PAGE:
The Road to Little Dribbling: Adventures of an American in Britain by Bill Bryson. Memoir. A follow-up to Bryson's Notes from a Small Island. I used to be a big Bill Bryson fan -- I loved In a Sunburned Country (probably my favorite Bryson book) and enjoyed A Walk in the Woods and I'm a Stranger Here Myself. But I haven't really enjoyed one of his books since (and I've read or attempted to read nearly all of them). I find him too whiny and curmudgeonly and dark of late -- and while reading this book, I often wondered if he was suffering from the early stages of dementia. That said, I did find parts of this book amusing and no doubt diehard Bryson fans will enjoy it more than I did.

Yes Please by Amy Poehler. While I did laugh (often out loud) at parts of comedian Amy Poehler's memoir, I often found myself rolling my eyes and gnashing my teeth at other parts. As those of you who know me, or read my book posts, know, I am not a fan of memoirs. I find most of them to be self-indulgent -- a literary therapy session, for the author, not the reader. (Seriously, some of these people should pay their editors and us readers for putting up with their BS.) And Yes Please definitely fit into that category. That said, I think fans of Amy Poehler's and people who like reading memoirs by semi-neurotic, successful working moms who are kind of humble bragging while kvetching about their pretty amazing lives (Poehler does a lot of name dropping) will enjoy this book.(My 18-year-old daughter, who is a big-time Parks and Recreation, fan loved it.)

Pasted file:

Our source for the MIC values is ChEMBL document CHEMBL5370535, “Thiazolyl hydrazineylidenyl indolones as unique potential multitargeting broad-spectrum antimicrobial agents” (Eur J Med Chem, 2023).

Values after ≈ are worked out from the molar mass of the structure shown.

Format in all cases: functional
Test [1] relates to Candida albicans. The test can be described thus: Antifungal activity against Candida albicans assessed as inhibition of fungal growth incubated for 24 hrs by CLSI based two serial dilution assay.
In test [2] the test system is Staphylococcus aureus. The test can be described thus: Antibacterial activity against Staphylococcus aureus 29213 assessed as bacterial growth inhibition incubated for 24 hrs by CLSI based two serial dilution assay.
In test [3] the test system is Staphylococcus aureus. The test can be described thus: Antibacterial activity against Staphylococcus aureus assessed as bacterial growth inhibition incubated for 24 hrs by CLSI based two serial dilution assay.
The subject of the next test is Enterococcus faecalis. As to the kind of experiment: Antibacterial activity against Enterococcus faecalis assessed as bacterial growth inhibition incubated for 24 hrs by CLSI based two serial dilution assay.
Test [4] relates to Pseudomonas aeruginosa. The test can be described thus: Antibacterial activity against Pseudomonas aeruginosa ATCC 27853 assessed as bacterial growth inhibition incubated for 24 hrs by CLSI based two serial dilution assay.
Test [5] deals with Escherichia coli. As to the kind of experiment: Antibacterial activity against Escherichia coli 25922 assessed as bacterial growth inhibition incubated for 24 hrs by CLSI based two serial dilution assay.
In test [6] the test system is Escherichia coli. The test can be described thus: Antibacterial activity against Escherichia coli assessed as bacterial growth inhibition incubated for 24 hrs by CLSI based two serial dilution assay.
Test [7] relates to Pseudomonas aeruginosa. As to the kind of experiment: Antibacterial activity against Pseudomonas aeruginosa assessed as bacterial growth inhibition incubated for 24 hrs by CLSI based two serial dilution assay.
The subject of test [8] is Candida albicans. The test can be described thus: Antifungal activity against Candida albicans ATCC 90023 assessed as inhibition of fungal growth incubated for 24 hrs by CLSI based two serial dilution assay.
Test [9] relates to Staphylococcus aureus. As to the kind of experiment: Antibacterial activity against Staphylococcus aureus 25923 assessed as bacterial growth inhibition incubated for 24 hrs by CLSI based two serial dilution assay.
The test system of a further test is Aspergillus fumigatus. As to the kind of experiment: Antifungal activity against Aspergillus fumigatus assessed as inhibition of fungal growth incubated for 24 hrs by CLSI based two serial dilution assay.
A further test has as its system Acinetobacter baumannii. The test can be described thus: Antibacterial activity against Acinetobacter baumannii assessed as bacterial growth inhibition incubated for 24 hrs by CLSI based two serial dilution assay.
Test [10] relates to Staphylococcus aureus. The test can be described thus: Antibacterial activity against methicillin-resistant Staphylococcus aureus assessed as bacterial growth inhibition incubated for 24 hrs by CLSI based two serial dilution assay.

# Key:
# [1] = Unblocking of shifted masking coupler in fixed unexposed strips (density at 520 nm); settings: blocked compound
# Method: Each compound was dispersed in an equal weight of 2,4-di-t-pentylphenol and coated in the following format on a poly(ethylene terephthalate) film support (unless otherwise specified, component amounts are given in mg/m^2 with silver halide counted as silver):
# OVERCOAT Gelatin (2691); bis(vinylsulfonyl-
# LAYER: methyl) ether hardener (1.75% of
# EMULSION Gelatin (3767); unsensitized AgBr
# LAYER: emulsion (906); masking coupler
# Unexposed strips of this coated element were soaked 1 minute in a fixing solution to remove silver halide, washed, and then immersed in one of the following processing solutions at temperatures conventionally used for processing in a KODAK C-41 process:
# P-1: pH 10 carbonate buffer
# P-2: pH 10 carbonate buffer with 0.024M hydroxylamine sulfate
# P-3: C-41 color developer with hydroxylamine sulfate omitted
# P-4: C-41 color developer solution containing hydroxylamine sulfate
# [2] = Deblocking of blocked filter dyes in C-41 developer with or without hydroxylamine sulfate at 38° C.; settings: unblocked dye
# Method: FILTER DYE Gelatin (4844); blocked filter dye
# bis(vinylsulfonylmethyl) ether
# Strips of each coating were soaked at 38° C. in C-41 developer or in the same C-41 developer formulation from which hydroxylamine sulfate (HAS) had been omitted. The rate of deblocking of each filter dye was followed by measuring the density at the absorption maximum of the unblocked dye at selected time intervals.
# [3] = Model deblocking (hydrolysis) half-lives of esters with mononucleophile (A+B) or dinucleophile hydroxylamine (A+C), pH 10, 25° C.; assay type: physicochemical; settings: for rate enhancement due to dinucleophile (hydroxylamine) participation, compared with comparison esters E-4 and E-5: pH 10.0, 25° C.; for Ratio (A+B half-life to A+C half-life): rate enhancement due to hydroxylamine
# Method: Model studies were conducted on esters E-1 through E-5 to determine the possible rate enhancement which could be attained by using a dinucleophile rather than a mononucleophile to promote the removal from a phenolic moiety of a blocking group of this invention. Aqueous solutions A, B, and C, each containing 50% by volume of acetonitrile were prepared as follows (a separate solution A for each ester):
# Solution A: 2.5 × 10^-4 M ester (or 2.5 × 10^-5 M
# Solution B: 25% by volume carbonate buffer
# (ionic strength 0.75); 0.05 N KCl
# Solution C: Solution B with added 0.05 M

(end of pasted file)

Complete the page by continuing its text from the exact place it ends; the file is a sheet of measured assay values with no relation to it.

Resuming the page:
For more great reads, click on the BOOK NOOK label below.